Pediatric Ascariasis Workup

Updated: Jan 05, 2015
  • Author: William H Shoff, MD, DTM&H; Chief Editor: Russell W Steele, MD  more...
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Workup

Laboratory Studies

Adult worms may be coughed out, vomited, or passed via the rectum and studied.

A microscopic examination finding of eggs in the feces confirms the diagnosis. This is performed using a direct method (stool mixed with saline) or after concentrating the stool. The Kato-Katz method is the preferred method. Fertilized eggs are easier to identify than unfertilized eggs and decorticate eggs, which are infrequently produced and lack the outer covering. Male-only ascaris infections produce no eggs. Microscopic examination of gastric contents may reveal larvae and eggs. Microscopic examination of sputum may reveal larvae.

Eosinophilia (5-12%) may occur, particularly during the lung migration phase, and can be as high as 50% in ascaris pneumonia.

Serology is used for epidemiological purposes and is not useful for diagnostic purposes.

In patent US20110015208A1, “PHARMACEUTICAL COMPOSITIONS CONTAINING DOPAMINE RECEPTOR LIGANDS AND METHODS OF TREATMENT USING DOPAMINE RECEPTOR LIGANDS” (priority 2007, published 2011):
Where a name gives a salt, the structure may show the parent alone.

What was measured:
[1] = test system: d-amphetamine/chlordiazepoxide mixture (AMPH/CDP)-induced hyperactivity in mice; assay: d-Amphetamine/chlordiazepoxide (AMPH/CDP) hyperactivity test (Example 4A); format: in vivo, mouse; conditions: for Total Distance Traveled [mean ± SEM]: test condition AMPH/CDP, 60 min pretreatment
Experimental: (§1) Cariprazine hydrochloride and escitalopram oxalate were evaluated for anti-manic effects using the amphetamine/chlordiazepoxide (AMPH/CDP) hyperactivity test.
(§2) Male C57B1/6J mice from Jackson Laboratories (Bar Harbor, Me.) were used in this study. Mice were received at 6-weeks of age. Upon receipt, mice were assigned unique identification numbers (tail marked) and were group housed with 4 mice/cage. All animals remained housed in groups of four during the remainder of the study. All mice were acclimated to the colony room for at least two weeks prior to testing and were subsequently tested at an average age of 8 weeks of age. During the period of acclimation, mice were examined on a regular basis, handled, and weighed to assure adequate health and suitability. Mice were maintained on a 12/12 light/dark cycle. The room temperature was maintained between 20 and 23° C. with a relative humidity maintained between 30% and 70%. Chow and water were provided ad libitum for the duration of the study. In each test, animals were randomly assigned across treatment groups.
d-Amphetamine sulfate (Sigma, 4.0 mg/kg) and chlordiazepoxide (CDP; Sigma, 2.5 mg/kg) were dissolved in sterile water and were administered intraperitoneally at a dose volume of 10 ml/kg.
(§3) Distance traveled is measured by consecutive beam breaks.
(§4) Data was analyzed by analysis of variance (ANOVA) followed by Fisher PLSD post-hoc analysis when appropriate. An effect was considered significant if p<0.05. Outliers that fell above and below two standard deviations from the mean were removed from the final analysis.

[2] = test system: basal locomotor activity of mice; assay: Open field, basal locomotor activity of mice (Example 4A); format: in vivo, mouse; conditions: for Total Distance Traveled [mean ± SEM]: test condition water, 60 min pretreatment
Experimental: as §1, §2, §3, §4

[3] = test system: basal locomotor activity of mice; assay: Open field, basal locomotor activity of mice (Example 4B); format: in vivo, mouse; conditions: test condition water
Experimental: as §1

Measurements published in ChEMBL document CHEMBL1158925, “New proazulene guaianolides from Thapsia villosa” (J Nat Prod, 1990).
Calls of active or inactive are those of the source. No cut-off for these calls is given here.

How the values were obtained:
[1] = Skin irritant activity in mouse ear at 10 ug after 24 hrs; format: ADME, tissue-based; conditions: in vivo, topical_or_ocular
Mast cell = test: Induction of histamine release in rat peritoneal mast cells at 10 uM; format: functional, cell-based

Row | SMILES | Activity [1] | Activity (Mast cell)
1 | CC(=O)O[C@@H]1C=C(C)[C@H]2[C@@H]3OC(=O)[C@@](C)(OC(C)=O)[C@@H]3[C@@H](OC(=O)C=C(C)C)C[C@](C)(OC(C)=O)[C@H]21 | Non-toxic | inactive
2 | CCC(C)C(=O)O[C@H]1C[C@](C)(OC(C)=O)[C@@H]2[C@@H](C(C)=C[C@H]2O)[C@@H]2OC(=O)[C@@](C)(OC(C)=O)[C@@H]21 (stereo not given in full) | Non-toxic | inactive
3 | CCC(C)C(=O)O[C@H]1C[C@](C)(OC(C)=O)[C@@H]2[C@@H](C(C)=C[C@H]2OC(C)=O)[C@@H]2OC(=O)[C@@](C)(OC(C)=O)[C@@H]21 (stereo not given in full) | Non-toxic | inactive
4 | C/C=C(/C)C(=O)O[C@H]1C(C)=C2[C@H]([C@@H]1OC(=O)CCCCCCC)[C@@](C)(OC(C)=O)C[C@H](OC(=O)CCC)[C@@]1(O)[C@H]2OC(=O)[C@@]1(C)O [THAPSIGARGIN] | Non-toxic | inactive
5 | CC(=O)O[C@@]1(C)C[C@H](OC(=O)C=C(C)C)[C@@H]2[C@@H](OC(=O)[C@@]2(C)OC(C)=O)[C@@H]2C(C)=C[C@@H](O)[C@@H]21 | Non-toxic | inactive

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Imaging Studies

Chest radiography

According to Löeffler, "The x-ray shadows are variable, unilateral or bilateral, fleecy or dense and small and round or big and irregular; they may be very extensive. They usually appear within three days and disappear in about 10-12 days." Follow-up radiography several months after the acute illness reveals no residual abnormalities.

Abdominal ultrasonography

This is the study of choice for imaging Ascaris worms in the biliary tree. Worms may be single, multiple, in bundles, and moving during the examination.

Abdominal CT scanning  [18, 39]

An alternative study to abdominal ultrasonography. A thin line of dye is occasionally seen within the corpus of a worm that has swallowed dye. Within the biliary tree, the worm is more easily visualized on an unenhanced scan. Double-contrast abdominal CT scanning is an excellent study for the evaluation of a patient who presents with acute abdominal symptoms suggestive of intestinal obstruction or another surgical emergency.

Magnetic resonance cholangiopancreatography (MRCP)  [19]

This is an alternative to abdominal ultrasonography when it is not feasible, as is the case in some pregnant women. It is good for a general evaluation of the pancreatobiliary organs. It is an alternative to abdominal CT scanning when radiation exposure is to be avoided.

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